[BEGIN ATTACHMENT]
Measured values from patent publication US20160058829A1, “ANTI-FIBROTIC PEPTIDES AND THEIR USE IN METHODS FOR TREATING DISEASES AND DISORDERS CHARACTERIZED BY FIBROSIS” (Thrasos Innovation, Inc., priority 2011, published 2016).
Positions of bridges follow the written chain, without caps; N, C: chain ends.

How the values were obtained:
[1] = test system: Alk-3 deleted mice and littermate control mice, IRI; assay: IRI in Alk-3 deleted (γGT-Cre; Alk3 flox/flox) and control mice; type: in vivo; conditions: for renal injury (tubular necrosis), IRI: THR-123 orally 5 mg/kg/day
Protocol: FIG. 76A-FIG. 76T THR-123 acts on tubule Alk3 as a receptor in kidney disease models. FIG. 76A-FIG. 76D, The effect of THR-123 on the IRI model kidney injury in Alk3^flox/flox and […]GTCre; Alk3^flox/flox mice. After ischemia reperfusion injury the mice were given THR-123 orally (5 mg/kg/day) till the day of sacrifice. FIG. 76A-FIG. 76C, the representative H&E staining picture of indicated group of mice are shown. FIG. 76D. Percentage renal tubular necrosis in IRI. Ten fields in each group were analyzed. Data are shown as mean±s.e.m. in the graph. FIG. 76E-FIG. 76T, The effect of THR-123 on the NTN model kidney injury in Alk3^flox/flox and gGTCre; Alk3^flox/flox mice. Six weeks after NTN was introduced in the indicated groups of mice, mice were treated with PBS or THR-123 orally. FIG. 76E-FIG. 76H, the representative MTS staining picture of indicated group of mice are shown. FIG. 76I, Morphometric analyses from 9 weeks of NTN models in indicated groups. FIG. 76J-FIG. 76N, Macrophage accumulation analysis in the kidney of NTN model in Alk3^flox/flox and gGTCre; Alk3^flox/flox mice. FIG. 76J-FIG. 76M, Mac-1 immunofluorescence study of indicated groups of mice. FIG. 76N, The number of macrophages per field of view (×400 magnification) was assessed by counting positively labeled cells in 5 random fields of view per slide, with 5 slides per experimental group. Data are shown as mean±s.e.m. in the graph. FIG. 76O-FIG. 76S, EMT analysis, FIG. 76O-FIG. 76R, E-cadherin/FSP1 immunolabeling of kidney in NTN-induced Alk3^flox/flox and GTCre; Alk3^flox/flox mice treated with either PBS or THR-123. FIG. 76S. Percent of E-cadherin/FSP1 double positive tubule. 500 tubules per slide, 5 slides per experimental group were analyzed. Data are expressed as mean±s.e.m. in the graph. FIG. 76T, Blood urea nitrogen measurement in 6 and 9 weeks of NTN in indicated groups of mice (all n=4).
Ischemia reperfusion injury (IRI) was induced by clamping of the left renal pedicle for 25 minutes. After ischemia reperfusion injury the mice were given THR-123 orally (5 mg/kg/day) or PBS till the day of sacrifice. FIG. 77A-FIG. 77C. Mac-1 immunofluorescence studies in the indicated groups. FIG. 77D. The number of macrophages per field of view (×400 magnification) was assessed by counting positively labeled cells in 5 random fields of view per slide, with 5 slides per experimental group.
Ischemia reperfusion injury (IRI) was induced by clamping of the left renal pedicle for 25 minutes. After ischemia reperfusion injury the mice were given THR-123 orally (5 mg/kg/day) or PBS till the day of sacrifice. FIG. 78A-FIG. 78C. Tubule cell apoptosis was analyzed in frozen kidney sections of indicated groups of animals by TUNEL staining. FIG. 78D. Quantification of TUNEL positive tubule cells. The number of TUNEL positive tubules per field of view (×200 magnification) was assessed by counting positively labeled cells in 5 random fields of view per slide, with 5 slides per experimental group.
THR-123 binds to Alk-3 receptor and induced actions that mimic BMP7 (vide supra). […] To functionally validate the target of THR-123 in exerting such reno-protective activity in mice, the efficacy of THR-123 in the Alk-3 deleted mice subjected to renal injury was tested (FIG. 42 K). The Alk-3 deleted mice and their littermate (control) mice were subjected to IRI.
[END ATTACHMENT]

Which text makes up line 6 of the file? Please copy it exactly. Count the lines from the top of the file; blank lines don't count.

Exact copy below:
Ischemia reperfusion injury (IRI) was induced by clamping of the left renal pedicle for 25 minutes. After ischemia reperfusion injury the mice were given THR-123 orally (5 mg/kg/day) or PBS till the day of sacrifice. FIG. 77A-FIG. 77C. Mac-1 immunofluorescence studies in the indicated groups. FIG. 77D. The number of macrophages per field of view (×400 magnification) was assessed by counting positively labeled cells in 5 random fields of view per slide, with 5 slides per experimental group.